As soon as a temperature breakthrough through the layering of the bulk material 19 is imminent, i.e. as soon as the temperature in the area of the outlet side 21 or the outer grating 17 reaches flue gas temperature, the supply of flue gases 20 to the respective dust or bulk material filter 6, 7 is interrupted, whereby the flue gases 20 are sent to the respective other dust or bulk material filter 7 or 6, as has been described using FIG. 1.

The combustion airflow 5 then flows through the dust or bulk material filter 6, 7 heated to the flue gas temperature by the flue gases 20. Hereby, the combustion airflow 5 is heated and the dust or bulk material filter 6 is recooled.

In the design of the dust or bulk material filter 6, 7, the sizes of the grids 17, 18 as well the layer thickness of the bulk material 19 is adapted to the flue gas mass flow 2 expected in the operation of the device 1 for separating dust and to the flue gas temperature expected as well as the desired temperature of the combustion air.

As the flue gas flow 2 flows through the dust or bulk material filter 6, about 99% of the dusts contained in the flue gas flow 2 or in the flue gases 20 are separated. As the combustion airflow 5 flows through the dust or bulk material filter 6, 7 after the latter has been warmed up by the flue gases 20, over 95% of the heat stored in the bulk material 19 of the dust or bulk material filter 6, 7 can be released to the combustion airflow 5. That means that with the dust or bulk material filter 6, 7 described above, heat recovery levels of >95% are possible. In the dimensioning of the dust or bulk material filter 6, 7 of the device 1 for separating dust, consideration will also be given to other economic aspects and to the intended change-over cycles with respect to the loading with flue gas or combustion air.

As can be seen especially in FIG. 2, each dust or bulk material filter 6, 7 is equipped with a bulk material dedusting device 22.

This is described in more detail below.

When the combustion airflow 5 flows through the dust or bulk material filter 6, 7,—controlled by the pressure drop at the dust or bulk material filter 6, 7—the bulk material 17 is dedusted. The bulk material 19 is held between the inner, smaller grating 18 and the outer, larger grating 17. In the lower area of the dust or bulk material filter 6, a first material lock 23, represented only in principle in FIG. 2, is provided. Through this first material lock 23, the mixture from bulk material 19, and the dust taken up in it, is extracted in batch quantities by gravity out of the space between the grids 17, 18. Hereby, the said mixture of dust and bulk material 19 arrives in a lower collecting tank 24, from which the mixture is routed to a dedusting cyclone or cyclone separator 26 by means of a pressure or conveying airflow 25. In the dedusting cyclone or cyclone separator 26, the dust and the bulk material 19 are separated from each other, whereby the bulk material 19 with the dust removed is blown via a bulk material removal outlet 27 of the dedusting cyclone or cyclone separator 26 into a collecting tank (not shown in FIG. 2) placed above the space between the grids 17, 18. The cleaned bulk material is reintroduced by gravity into the space between the two grids 17, 18 of the dust or bulk material filter 6 through a second material lock 28 which is also represented in principle only.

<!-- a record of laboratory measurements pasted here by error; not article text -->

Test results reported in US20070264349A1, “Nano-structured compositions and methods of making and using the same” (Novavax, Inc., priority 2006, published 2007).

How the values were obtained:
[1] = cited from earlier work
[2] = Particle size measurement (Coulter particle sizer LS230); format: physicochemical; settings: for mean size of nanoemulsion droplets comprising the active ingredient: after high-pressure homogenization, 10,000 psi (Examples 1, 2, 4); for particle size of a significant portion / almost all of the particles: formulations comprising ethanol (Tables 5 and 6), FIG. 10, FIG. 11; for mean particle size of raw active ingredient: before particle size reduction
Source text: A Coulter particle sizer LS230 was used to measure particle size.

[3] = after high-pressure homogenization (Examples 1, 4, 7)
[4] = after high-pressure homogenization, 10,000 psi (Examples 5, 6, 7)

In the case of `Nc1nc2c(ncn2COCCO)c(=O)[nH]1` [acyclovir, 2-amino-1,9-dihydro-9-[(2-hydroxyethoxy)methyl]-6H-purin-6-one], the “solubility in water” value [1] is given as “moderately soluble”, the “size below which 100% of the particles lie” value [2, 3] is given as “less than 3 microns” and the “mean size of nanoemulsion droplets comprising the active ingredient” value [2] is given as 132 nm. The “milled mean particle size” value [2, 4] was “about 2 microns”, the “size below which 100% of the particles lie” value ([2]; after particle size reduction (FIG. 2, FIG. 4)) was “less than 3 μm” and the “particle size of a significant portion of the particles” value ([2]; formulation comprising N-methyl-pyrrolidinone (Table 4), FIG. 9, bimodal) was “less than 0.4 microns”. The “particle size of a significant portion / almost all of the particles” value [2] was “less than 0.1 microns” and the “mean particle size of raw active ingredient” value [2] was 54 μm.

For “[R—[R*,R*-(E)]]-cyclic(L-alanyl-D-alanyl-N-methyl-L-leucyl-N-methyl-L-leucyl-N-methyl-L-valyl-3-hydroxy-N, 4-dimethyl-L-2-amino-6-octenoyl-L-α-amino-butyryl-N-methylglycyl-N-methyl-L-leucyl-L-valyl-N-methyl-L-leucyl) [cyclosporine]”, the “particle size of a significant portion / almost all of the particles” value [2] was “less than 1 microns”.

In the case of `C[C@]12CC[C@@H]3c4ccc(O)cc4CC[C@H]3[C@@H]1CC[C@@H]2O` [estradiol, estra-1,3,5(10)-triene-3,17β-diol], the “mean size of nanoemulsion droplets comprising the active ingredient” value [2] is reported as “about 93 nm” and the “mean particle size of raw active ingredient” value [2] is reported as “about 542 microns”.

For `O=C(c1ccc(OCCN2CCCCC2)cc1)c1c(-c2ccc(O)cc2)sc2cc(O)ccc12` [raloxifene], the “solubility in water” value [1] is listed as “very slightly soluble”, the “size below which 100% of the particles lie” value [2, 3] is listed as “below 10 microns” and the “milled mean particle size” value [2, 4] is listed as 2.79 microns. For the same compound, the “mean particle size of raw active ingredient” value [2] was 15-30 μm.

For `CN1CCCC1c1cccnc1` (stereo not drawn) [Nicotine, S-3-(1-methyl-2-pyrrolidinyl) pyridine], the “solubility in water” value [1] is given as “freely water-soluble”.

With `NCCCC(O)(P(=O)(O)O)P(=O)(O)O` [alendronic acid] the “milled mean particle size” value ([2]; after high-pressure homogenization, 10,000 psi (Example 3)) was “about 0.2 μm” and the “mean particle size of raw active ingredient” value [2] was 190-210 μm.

The outgoing air (precleaned up to 95%) from the dedusting cyclone or cyclone separator 26 undergoes afterpurification via a fibrous filter; a dust exhaust 29 of the dedusting cyclone or cyclone separator 26 is routed to an ash collecting tank.

The dust or bulk material filters 6, 7 of the device 1 for separating dust according to the invention and described in greater detail using the Figures above, also act as a preheating filter or as integrated air preheating for the combustion airflow 5 to the combustion plant. Thus it is possible to do without other measures for preheating the air of the combustion airflow 5, or such measures can be reduced.

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Classifications
U.S. Classification95/274, 55/479, 95/276, 55/350.1, 55/284, 96/425, 165/10, 55/518, 55/516, 34/174, 95/275, 34/165, 96/421, 165/4, 55/523, 95/268, 55/282, 95/283, 165/104.18, 165/5, 55/315, 55/474, 55/345, 55/512, 95/269, 55/283
International ClassificationB01D45/12, B01D46/00, B01D50/00, F23J15/02, B01D46/30, B01D46/32, F23L15/02
Cooperative ClassificationF23J2217/105, F23L15/02, F23J15/025
European ClassificationF23L15/02, F23J15/02D1
Legal Events
DateCodeEventDescription
Feb 28, 2014REMIMaintenance fee reminder mailed
Dec 17, 2009FPAYFee payment
Year of fee payment: 4
Jan 9, 2004ASAssignment
Owner name: SIEMENS AKTIENGESELLSCHAFT, GERMANY
Free format text: ASSIGNMENT OF ASSIGNORS INTEREST;ASSIGNORS:DICHTL, HARALD;HAGEN, THOMAS;KLAUS, ROLAND;AND OTHERS;REEL/FRAME:014896/0905;SIGNING DATES FROM 20031126 TO 20031203